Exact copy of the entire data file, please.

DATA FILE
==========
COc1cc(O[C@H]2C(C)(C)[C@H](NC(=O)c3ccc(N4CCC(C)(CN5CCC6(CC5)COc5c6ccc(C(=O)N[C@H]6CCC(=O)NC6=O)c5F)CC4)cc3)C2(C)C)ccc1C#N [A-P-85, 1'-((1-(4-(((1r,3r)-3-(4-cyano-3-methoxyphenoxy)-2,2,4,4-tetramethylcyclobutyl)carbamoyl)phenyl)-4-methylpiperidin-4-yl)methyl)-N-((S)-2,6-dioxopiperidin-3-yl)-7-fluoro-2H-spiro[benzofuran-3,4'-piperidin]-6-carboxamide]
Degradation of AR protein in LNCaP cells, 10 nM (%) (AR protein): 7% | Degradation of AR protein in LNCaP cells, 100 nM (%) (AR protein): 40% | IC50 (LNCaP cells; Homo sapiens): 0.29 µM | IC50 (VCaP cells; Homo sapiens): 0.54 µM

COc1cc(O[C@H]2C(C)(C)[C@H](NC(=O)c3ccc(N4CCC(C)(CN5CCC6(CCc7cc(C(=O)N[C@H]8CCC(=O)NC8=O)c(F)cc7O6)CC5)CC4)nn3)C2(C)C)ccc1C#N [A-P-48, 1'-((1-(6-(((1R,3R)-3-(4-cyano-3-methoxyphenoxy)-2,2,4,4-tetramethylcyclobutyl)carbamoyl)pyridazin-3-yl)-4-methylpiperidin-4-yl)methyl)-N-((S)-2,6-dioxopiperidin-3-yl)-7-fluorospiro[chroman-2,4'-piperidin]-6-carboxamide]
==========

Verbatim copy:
COc1cc(O[C@H]2C(C)(C)[C@H](NC(=O)c3ccc(N4CCC(C)(CN5CCC6(CC5)COc5c6ccc(C(=O)N[C@H]6CCC(=O)NC6=O)c5F)CC4)cc3)C2(C)C)ccc1C#N [A-P-85, 1'-((1-(4-(((1r,3r)-3-(4-cyano-3-methoxyphenoxy)-2,2,4,4-tetramethylcyclobutyl)carbamoyl)phenyl)-4-methylpiperidin-4-yl)methyl)-N-((S)-2,6-dioxopiperidin-3-yl)-7-fluoro-2H-spiro[benzofuran-3,4'-piperidin]-6-carboxamide]
Degradation of AR protein in LNCaP cells, 10 nM (%) (AR protein): 7% | Degradation of AR protein in LNCaP cells, 100 nM (%) (AR protein): 40% | IC50 (LNCaP cells; Homo sapiens): 0.29 µM | IC50 (VCaP cells; Homo sapiens): 0.54 µM

COc1cc(O[C@H]2C(C)(C)[C@H](NC(=O)c3ccc(N4CCC(C)(CN5CCC6(CCc7cc(C(=O)N[C@H]8CCC(=O)NC8=O)c(F)cc7O6)CC5)CC4)nn3)C2(C)C)ccc1C#N [A-P-48, 1'-((1-(6-(((1R,3R)-3-(4-cyano-3-methoxyphenoxy)-2,2,4,4-tetramethylcyclobutyl)carbamoyl)pyridazin-3-yl)-4-methylpiperidin-4-yl)methyl)-N-((S)-2,6-dioxopiperidin-3-yl)-7-fluorospiro[chroman-2,4'-piperidin]-6-carboxamide]